21st Century Learning Products
|21st Century Learning Products was started
in 1991. Walter believed well-written, concise, inexpensive, business subject outlines
Quick Notes Philosophy could help people learn difficult
concepts and decrease the time needed to learn difficult business subjects. The first book,
Financial Accounting, was published in 1992 with an expanded edition published in 1994. Outlines
pertaining to Economics(1993), Mathematics(1998), Statistics (1998), and other
accounting and statistics areas were added in succeeding years.
Free Internet Libraries
were created to publicize the books and when the paper inventory was depleted, the entire Quick
Notes Collection was made available on the Internet for free.
is to affect the way people view the educational
process. Information was collected, summarized,
and published during the
1990's in the Economics of Education,
Walter's latest venture, http://www.textbooksfree.org/ is an attempt to hasten the move from expensive paper textbooks to free Internet interactive learning materials.
3[3/12 Update Our five year run of
making a taxable profit appears over so we will begin moving toward a nonprofit
site. With over 1,200 pages, this will take a while.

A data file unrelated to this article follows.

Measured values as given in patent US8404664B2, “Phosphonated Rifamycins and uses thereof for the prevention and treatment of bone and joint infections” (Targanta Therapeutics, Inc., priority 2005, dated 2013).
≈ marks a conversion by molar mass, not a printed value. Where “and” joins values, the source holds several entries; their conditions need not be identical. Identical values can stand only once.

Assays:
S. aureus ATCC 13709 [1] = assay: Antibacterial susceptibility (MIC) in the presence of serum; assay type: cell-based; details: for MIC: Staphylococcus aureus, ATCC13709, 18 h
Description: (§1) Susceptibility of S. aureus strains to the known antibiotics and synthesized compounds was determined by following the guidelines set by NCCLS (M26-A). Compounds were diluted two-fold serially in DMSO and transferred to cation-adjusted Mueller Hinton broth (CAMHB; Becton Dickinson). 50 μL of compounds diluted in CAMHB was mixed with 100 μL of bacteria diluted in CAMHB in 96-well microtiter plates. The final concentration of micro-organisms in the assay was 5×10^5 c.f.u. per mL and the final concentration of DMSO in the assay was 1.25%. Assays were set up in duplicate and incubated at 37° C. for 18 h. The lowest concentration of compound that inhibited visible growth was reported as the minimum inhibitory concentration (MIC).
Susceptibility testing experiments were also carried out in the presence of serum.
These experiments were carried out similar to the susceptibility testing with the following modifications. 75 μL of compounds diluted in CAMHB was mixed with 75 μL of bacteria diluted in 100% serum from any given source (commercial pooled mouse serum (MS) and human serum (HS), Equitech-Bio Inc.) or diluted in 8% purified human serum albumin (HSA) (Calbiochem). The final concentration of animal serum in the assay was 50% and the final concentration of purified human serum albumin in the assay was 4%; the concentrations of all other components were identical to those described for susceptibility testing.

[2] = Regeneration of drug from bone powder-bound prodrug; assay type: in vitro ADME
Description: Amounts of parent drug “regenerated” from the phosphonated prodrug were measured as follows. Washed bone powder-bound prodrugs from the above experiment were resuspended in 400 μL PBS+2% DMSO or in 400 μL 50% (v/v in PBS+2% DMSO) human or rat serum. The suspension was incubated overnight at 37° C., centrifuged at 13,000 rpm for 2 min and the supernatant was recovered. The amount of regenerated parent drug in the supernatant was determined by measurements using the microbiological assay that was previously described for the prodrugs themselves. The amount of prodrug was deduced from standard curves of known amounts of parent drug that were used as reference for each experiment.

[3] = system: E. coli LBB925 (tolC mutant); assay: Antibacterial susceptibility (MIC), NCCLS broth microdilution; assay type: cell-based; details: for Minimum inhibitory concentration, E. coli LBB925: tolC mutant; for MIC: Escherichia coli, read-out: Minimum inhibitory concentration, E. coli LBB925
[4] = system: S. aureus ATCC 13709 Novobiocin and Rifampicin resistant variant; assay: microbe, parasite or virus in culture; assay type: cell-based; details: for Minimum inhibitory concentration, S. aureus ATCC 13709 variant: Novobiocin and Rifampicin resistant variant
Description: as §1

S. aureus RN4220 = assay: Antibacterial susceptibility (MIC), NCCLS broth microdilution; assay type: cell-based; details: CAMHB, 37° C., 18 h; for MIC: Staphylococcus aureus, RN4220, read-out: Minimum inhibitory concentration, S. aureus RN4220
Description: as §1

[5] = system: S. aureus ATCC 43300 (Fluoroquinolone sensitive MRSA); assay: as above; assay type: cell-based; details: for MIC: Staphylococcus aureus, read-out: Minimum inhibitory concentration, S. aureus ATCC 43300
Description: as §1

Send comments and suggestions to firstname.lastname@example.org.
Revised 08/02/2015 The bulk of this was written in the 20th Century.
Here is Walter's 8/23/06 Podcast concerning the Free Internet Libraries and the Education Improvement Internet Library
Many of Walter's thoughts are the result of reading The Future of American Capitalism by Lester C. Thurow, former Dean of the MIT Sloan School of Management and published in 1996 by William Morrow and Company, Inc., The Accidental Theorist, written by Paul Krugman, the MIT Ford International Professor of Economics, and published in 1998 by W.W. Norton & Company, Multiple Intelligence: The Theory and Practice, Howard E. Gardner, 1993, ISBN 046501822X, The New Realities, Peter F. Drucker, Harper & Row Publishers, 1989, ISBN 0060916990, and 34 years of teaching in college, one year of teaching high school, and the freedom to read, think and talk about the subject to anyone who would listen!
Data is from the
National Center for Educational Statistics,
The Bell Curve by Charles Murray and Richard Harris, which I stopped reading when he starting pitching for more funds for our brightest students. I thought they could take care of themselves. Now, ten years later, the Internet has caused the pool of really intelligent people available to domestic companies to increase tremendously, so now our really bright students deserve the help their overseas competition receives.
Scholarship Advise http://www.textbooksfree.org/ has decided to offer $1,000 in scholarships to high school students taking AP Economics. Would this discussion group be willing to determined contestants and winner (s)?